Another idea, developed by the Japanese start-up Eco Marine Power, consists of a rigid sail design incorporating solar panels so the vessels could generate energy even when in port. The company says its Aquarius Eco Ship concept could lead to fuel savings of 40 per cent or more.
In Britain, B9 Shipping, part of the B9 Energy Group, is designing a 3,000-tonne wind-powered cargo carrier with three 55-metre masts, and a biogas engine fuelled by organic waste.
In Germany, the inventor Stephan Wrage came up with the idea of a giant kite as an auxiliary propulsion system for cargo ships. Steered automatically, it enables a ship to save up to two tonnes of fuel per day in perfect wind conditions, Mr Wrage says. The IMO calculates Mr Wrage's Skysails technology could eliminate up to 100 million tonnes of CO2 emissions a year - or 11 percent of Germany's CO2 emissions.
The system has already been fitted on four vessels and an upgraded version will be installed this year on the Aghia Marina, a 28,500-tonne dry bulk cargo vessel chartered by the Cargill group.
Mr Wrage says the shipping industry has underestimated the political will of international authorities to tackle maritime CO2 emissions and will need to invest heavily in lowering its carbon footprint in the coming years.
"I don't think the industry is sufficiently prepared for what's about to happen," he says.
"People keep saying the emissions curbs will keep on getting delayed but I don't think so. Things could get uncomfortable for some companies in the coming years."
Wind power can not propel the biggest container ships but that fleet makes up only 10 per cent of the world's maritime fleet.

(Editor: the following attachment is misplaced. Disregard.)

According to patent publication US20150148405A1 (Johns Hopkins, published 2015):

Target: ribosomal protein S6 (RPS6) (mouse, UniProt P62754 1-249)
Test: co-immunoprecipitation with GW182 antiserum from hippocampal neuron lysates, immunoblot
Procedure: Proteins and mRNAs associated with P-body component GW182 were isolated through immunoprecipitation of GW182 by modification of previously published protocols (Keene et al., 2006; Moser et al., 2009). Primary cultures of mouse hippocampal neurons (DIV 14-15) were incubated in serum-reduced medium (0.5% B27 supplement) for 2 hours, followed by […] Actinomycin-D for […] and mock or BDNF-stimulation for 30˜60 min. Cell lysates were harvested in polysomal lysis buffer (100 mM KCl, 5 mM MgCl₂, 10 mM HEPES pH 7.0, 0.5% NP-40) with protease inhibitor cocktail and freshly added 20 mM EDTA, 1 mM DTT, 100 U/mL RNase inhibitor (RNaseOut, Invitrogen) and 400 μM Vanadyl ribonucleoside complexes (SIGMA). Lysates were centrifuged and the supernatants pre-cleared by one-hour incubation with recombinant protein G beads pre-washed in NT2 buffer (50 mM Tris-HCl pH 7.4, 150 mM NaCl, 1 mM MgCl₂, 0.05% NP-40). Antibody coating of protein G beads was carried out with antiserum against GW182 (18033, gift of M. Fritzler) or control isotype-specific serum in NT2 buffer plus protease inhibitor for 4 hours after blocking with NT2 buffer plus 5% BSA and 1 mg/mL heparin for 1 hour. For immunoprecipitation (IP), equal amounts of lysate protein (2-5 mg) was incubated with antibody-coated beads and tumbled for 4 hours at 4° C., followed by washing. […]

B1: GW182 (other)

"The backbone of the global economy is made up of freighters and tankers of all sizes, many of which would be suited to wind power propulsion," says Mr Wrage.
"Wind is simply the cheapest source of energy on the high seas and it makes no economic sense not to use it. Everybody's talking about offshore wind in power generation. Well, ships are offshore by nature so there's no reason why wind power shouldn't play a huge role."
But Mr Le Grand believes investors are still too cautious to back a project as big as the Ecoliner.
"I am convinced that an intermediate step will have to happen first, so that the next five years or so will see the development of smaller modern cargo sailing ships that will eventually make the Ecoliner possible."
Noting that the UAE has a strong focus on investing in green technology, he adds: "Investors there need to get in touch with us.
"If you want to invest strategically in the future, give us a call. Shipping things by sail is something that is not only credible - it is also necessary for all of us to survive."